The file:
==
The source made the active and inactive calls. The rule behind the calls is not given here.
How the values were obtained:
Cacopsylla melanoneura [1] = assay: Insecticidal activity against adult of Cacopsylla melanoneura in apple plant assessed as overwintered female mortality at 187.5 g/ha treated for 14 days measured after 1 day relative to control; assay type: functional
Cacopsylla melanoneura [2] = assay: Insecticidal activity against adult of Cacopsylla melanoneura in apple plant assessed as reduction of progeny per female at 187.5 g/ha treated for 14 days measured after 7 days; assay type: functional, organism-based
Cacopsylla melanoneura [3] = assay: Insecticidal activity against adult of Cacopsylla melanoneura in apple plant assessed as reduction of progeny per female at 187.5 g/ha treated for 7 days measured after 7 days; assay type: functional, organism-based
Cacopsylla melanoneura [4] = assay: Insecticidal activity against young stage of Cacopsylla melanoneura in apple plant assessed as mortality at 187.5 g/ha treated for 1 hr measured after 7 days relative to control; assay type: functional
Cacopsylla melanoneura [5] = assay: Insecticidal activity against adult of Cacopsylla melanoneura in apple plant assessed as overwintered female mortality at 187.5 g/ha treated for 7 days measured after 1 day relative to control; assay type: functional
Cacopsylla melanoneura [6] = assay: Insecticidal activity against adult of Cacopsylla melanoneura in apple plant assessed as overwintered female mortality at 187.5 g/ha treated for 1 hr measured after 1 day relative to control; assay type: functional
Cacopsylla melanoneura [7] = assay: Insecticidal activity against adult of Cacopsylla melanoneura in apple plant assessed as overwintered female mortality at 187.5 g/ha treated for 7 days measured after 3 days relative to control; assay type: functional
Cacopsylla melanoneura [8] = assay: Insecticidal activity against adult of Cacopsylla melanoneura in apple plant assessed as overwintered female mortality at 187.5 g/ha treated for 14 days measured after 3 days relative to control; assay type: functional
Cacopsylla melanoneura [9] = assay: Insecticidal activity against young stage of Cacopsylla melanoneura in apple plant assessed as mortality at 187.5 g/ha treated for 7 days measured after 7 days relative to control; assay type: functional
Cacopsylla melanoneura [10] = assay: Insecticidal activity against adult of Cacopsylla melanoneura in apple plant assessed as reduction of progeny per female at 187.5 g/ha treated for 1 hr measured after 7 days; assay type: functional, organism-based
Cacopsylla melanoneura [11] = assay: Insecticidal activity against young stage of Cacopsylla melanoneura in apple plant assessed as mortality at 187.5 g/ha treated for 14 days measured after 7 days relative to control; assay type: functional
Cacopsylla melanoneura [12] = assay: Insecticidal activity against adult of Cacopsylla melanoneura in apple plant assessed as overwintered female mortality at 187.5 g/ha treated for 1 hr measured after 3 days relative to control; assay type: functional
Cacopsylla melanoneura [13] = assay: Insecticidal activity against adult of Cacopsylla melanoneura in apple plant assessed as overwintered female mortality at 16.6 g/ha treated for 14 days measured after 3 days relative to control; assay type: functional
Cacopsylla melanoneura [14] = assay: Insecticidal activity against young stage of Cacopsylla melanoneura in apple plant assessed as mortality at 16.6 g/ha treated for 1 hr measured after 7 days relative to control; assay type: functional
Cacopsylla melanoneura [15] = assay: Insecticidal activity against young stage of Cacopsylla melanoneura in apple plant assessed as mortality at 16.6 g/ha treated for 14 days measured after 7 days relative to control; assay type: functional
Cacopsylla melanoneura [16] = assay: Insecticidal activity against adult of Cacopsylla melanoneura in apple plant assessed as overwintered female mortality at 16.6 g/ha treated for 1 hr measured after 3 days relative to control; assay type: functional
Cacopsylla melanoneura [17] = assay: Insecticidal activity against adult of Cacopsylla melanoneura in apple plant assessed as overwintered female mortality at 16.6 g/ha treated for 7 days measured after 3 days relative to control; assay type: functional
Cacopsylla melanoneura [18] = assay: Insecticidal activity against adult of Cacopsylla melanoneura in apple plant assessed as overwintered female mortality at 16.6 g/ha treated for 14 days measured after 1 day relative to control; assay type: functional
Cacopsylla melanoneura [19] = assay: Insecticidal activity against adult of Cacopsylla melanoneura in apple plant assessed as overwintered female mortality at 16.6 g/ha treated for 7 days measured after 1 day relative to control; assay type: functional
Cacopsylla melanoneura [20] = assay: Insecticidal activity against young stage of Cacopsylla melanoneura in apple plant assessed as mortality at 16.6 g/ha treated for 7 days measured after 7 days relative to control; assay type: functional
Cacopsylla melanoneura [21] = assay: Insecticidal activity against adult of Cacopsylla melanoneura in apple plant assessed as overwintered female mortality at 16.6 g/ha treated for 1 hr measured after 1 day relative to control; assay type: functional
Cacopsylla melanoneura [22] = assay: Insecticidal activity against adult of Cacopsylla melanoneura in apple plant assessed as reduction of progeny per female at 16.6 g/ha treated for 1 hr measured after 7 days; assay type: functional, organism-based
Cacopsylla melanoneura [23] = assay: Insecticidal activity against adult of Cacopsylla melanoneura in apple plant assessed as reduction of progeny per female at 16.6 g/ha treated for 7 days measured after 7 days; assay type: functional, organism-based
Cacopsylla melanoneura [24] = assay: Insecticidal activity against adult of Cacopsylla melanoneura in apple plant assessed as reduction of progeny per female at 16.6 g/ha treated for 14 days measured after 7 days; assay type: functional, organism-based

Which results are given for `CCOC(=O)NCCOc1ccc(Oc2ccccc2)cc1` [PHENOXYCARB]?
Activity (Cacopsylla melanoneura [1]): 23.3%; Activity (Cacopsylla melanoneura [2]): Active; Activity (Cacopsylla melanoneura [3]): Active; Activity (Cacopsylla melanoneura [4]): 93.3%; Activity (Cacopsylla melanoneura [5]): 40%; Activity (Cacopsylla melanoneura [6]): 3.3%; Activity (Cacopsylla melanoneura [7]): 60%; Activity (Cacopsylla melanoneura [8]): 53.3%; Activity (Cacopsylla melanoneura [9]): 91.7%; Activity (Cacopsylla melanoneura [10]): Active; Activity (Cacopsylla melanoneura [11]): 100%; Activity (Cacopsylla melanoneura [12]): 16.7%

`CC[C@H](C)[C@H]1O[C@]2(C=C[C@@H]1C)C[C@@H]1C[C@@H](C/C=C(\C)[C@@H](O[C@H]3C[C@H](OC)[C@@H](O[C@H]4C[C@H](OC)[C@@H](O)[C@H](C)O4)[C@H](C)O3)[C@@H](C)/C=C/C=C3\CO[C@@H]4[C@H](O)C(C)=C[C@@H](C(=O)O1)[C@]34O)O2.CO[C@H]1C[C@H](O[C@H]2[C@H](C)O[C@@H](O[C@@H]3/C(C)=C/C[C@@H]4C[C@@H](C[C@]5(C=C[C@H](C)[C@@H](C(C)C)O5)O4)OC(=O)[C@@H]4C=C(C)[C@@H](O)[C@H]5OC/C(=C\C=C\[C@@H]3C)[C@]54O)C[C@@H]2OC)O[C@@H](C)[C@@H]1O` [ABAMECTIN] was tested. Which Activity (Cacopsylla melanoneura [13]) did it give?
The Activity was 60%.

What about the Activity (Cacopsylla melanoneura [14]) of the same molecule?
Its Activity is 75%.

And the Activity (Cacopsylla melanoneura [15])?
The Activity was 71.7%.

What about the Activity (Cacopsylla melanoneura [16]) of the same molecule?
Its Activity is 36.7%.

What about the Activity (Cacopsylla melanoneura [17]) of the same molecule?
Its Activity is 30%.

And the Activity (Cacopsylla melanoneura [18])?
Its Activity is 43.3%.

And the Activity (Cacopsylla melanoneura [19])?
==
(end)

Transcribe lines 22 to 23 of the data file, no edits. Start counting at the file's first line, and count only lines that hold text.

Cacopsylla melanoneura [20] = assay: Insecticidal activity against young stage of Cacopsylla melanoneura in apple plant assessed as mortality at 16.6 g/ha treated for 7 days measured after 7 days relative to control; assay type: functional
Cacopsylla melanoneura [21] = assay: Insecticidal activity against adult of Cacopsylla melanoneura in apple plant assessed as overwintered female mortality at 16.6 g/ha treated for 1 hr measured after 1 day relative to control; assay type: functional